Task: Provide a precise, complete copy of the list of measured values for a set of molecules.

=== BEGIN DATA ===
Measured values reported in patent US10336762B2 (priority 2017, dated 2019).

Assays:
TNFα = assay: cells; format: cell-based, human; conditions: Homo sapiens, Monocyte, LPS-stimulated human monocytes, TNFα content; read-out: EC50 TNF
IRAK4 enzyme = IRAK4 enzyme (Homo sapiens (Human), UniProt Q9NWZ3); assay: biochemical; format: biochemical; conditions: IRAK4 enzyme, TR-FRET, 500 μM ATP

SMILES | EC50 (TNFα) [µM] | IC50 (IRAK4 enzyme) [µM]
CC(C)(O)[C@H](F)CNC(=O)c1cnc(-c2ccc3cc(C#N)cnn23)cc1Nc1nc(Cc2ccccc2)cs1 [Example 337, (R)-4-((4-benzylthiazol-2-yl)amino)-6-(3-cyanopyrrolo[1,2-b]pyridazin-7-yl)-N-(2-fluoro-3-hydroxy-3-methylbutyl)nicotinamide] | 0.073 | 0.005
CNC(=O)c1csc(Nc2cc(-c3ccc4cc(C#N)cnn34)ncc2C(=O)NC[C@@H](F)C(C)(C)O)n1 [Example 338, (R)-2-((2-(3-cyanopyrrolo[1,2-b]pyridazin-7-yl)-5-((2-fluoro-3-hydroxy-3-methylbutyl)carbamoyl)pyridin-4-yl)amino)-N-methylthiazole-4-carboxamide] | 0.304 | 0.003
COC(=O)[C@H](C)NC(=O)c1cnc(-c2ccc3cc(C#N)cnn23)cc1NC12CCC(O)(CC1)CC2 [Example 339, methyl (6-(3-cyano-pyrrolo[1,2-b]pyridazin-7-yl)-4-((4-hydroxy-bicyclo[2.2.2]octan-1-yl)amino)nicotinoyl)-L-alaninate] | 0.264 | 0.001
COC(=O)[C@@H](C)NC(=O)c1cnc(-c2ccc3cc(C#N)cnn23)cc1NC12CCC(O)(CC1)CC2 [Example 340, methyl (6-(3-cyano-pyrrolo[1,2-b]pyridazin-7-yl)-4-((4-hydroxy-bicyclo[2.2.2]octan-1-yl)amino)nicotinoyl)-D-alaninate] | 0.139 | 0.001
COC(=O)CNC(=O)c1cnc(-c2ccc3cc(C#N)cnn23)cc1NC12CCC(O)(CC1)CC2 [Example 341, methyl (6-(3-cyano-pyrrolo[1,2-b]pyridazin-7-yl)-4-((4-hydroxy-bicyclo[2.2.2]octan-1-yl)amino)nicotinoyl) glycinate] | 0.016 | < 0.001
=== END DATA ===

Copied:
Measured values reported in patent US10336762B2 (priority 2017, dated 2019).

Assays:
TNFα = assay: cells; format: cell-based, human; conditions: Homo sapiens, Monocyte, LPS-stimulated human monocytes, TNFα content; read-out: EC50 TNF
IRAK4 enzyme = IRAK4 enzyme (Homo sapiens (Human), UniProt Q9NWZ3); assay: biochemical; format: biochemical; conditions: IRAK4 enzyme, TR-FRET, 500 μM ATP

SMILES | EC50 (TNFα) [µM] | IC50 (IRAK4 enzyme) [µM]
CC(C)(O)[C@H](F)CNC(=O)c1cnc(-c2ccc3cc(C#N)cnn23)cc1Nc1nc(Cc2ccccc2)cs1 [Example 337, (R)-4-((4-benzylthiazol-2-yl)amino)-6-(3-cyanopyrrolo[1,2-b]pyridazin-7-yl)-N-(2-fluoro-3-hydroxy-3-methylbutyl)nicotinamide] | 0.073 | 0.005
CNC(=O)c1csc(Nc2cc(-c3ccc4cc(C#N)cnn34)ncc2C(=O)NC[C@@H](F)C(C)(C)O)n1 [Example 338, (R)-2-((2-(3-cyanopyrrolo[1,2-b]pyridazin-7-yl)-5-((2-fluoro-3-hydroxy-3-methylbutyl)carbamoyl)pyridin-4-yl)amino)-N-methylthiazole-4-carboxamide] | 0.304 | 0.003
COC(=O)[C@H](C)NC(=O)c1cnc(-c2ccc3cc(C#N)cnn23)cc1NC12CCC(O)(CC1)CC2 [Example 339, methyl (6-(3-cyano-pyrrolo[1,2-b]pyridazin-7-yl)-4-((4-hydroxy-bicyclo[2.2.2]octan-1-yl)amino)nicotinoyl)-L-alaninate] | 0.264 | 0.001
COC(=O)[C@@H](C)NC(=O)c1cnc(-c2ccc3cc(C#N)cnn23)cc1NC12CCC(O)(CC1)CC2 [Example 340, methyl (6-(3-cyano-pyrrolo[1,2-b]pyridazin-7-yl)-4-((4-hydroxy-bicyclo[2.2.2]octan-1-yl)amino)nicotinoyl)-D-alaninate] | 0.139 | 0.001
COC(=O)CNC(=O)c1cnc(-c2ccc3cc(C#N)cnn23)cc1NC12CCC(O)(CC1)CC2 [Example 341, methyl (6-(3-cyano-pyrrolo[1,2-b]pyridazin-7-yl)-4-((4-hydroxy-bicyclo[2.2.2]octan-1-yl)amino)nicotinoyl) glycinate] | 0.016 | < 0.001